San Antonio Roundup April 2021

April 25, 2021 Blog, Historic Districts, Texas Comments (0) 21

Almost a month since my last blog, which was shared 255 times but only read 69? Here in San Antonio we are cautiously emerging from the pandemic. This is normally Fiesta Week, the greatest celebration in San Antonio since 1891, but it has been put off until late June. Taking a cue from New Orleans as we so often have, the King William district (first in Texas!) encouraged residents to decorate their houses like parade floats, allowing Fiesta to live in a socially distanced way.

This was my favorite, combining the traditions of medals and luchadores.
Quetzalcoatl in Baja King William
This is my favorite house in King William.

As I have noted many times over the last year, the work of heritage conservation has not slowed down a bit as the pace of construction and development continues speedily in our fast-growing city. The old El Mirador restaurant was largely demolished, although we helped insure that five old stone walls within the complex will be preserved in the new Rosario’s restaurant (best roasted tomato salsa IMHO).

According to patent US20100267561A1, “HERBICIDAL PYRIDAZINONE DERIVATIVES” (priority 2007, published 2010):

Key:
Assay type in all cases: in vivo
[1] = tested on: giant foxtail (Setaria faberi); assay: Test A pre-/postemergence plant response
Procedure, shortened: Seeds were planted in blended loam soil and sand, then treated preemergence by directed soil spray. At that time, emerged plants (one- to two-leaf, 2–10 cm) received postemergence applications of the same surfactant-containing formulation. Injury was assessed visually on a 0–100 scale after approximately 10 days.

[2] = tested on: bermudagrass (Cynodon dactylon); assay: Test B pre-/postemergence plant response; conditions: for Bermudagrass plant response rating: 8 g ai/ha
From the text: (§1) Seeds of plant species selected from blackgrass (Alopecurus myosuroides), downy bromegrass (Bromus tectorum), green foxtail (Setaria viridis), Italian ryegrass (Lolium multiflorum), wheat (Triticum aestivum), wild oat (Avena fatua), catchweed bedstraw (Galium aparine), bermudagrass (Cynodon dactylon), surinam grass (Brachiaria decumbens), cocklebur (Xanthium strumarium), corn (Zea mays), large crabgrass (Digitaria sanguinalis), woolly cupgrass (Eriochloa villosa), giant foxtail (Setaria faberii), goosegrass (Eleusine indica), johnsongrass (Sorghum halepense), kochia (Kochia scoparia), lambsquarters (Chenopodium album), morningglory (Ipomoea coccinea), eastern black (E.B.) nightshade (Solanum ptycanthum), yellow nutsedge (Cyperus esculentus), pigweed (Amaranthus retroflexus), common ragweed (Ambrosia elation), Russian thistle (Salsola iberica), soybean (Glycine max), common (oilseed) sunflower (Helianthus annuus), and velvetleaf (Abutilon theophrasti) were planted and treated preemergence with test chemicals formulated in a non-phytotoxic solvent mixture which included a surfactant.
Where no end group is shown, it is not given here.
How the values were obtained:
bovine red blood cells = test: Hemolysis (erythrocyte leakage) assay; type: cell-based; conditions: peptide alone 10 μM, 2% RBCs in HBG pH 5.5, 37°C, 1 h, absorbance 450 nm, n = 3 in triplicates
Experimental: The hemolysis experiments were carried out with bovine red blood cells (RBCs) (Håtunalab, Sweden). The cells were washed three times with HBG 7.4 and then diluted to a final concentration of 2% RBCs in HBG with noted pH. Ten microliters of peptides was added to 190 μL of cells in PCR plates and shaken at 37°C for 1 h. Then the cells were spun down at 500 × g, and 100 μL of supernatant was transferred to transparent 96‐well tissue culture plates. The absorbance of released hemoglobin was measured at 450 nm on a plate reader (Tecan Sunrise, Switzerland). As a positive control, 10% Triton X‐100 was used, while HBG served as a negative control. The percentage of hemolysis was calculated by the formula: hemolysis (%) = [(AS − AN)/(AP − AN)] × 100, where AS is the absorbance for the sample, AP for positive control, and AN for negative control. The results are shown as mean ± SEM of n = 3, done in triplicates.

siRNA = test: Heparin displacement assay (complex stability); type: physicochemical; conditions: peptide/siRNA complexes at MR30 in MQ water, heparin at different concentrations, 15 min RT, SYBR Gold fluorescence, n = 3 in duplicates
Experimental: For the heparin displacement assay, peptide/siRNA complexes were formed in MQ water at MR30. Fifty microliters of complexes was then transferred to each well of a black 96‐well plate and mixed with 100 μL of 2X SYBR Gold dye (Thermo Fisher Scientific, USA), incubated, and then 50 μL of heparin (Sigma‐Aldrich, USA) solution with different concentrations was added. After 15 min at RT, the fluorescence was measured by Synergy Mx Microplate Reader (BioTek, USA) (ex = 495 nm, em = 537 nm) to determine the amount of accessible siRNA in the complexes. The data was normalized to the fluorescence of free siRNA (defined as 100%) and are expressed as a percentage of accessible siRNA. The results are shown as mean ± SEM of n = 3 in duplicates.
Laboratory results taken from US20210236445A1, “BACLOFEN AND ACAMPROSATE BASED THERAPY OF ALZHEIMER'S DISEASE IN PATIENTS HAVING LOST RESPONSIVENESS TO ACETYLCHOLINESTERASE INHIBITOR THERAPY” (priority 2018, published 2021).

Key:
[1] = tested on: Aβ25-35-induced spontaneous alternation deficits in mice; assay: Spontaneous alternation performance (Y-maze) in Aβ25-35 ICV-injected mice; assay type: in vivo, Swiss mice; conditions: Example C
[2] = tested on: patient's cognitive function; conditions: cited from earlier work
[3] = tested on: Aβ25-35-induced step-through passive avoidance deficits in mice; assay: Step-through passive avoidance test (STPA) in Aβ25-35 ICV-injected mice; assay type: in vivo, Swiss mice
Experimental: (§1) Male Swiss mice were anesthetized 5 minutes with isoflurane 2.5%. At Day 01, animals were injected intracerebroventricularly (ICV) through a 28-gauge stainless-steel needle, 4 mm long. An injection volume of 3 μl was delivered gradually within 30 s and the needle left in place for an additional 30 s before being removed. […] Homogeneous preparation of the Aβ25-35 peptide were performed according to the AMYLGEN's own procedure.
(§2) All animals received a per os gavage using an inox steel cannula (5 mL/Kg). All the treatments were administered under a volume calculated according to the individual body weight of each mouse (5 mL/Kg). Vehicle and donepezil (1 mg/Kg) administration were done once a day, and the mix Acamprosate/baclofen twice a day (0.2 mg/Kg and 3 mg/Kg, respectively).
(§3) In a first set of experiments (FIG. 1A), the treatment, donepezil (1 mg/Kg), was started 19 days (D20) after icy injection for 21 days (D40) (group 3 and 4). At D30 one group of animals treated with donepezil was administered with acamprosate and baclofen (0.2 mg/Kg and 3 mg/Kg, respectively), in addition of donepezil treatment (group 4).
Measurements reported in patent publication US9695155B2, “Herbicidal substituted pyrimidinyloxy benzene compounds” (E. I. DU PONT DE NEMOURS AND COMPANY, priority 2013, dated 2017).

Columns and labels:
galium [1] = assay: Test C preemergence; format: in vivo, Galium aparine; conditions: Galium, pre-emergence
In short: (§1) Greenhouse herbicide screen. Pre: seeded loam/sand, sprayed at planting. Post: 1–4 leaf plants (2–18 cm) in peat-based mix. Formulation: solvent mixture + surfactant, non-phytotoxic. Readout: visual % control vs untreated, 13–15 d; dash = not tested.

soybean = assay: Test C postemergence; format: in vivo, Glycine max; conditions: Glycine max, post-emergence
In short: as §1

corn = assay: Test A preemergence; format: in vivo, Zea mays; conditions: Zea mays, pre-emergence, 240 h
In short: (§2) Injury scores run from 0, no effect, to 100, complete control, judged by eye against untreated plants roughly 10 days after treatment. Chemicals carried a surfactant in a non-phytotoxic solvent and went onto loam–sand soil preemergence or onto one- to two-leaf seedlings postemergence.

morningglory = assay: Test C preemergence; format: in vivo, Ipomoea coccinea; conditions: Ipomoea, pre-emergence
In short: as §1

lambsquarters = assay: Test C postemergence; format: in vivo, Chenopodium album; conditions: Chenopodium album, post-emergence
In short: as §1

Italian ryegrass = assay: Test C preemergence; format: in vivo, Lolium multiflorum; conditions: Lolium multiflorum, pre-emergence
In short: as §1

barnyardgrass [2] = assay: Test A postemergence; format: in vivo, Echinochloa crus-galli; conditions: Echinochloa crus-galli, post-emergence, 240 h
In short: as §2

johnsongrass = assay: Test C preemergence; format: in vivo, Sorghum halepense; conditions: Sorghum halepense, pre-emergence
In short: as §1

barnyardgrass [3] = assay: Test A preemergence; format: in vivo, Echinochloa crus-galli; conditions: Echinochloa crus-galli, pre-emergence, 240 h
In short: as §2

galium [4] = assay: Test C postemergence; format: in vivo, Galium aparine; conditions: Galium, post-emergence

Four walls are being preserved in place, while this one is being carefully dismantled for reerection with the new structure.

The town is full of new construction, which tends to pack many units on small lots, like these stick-built zoning envelopes going up on Evergreen on the edge of Tobin Hill, replacing some nice early 20C houses. We have four new hotels opening downtown, at least two of them quite luxurious. We are also seeing more highrise housing planned for the central area, confirming what I said a year ago about what the pandemic means for urban density.

The Arts Hotel & Thompson residences
The Canopy lurking over the Riverwalk

The other development I have been watching on my morning bike rides is the construction of a replica rampart at the southwest corner of Alamo Plaza for a temporary (really?) exhibit of a replica 18-pounder cannon used in the unsuccessful defense of the Alamo in 1836. It also includes a replica of the Losoya house which was in the Alamo compound.

Watching it being built kinda kills the illusion.
The code compliant elevator and stair do not enhance the illusion of authenticity.
Very close to Ripley’s Believe It Or Not

The Alamo project appears to be moving forward in a more community-minded way under new leadership (see blog before last).

Oh! I almost forgot! Thanks to the Power of Preservation Foundation, the lovely 1935 Pure Oil gas station on Nogalitos now has a new roof! This was the subject of my most popular blog ever a couple years back.

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